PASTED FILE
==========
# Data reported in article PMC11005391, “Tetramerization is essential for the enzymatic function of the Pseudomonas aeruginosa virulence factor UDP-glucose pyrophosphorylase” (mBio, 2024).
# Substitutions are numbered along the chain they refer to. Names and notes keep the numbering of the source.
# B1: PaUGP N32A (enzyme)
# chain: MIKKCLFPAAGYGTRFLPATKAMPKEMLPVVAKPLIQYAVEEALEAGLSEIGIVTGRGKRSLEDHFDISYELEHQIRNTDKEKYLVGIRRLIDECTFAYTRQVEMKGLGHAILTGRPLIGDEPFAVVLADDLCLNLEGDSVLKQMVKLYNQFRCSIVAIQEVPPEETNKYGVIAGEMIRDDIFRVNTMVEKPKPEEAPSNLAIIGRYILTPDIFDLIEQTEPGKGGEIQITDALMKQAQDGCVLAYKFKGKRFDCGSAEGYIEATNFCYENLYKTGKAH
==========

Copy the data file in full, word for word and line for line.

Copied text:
# Data reported in article PMC11005391, “Tetramerization is essential for the enzymatic function of the Pseudomonas aeruginosa virulence factor UDP-glucose pyrophosphorylase” (mBio, 2024).
# Substitutions are numbered along the chain they refer to. Names and notes keep the numbering of the source.
# B1: PaUGP N32A (enzyme)
# chain: MIKKCLFPAAGYGTRFLPATKAMPKEMLPVVAKPLIQYAVEEALEAGLSEIGIVTGRGKRSLEDHFDISYELEHQIRNTDKEKYLVGIRRLIDECTFAYTRQVEMKGLGHAILTGRPLIGDEPFAVVLADDLCLNLEGDSVLKQMVKLYNQFRCSIVAIQEVPPEETNKYGVIAGEMIRDDIFRVNTMVEKPKPEEAPSNLAIIGRYILTPDIFDLIEQTEPGKGGEIQITDALMKQAQDGCVLAYKFKGKRFDCGSAEGYIEATNFCYENLYKTGKAH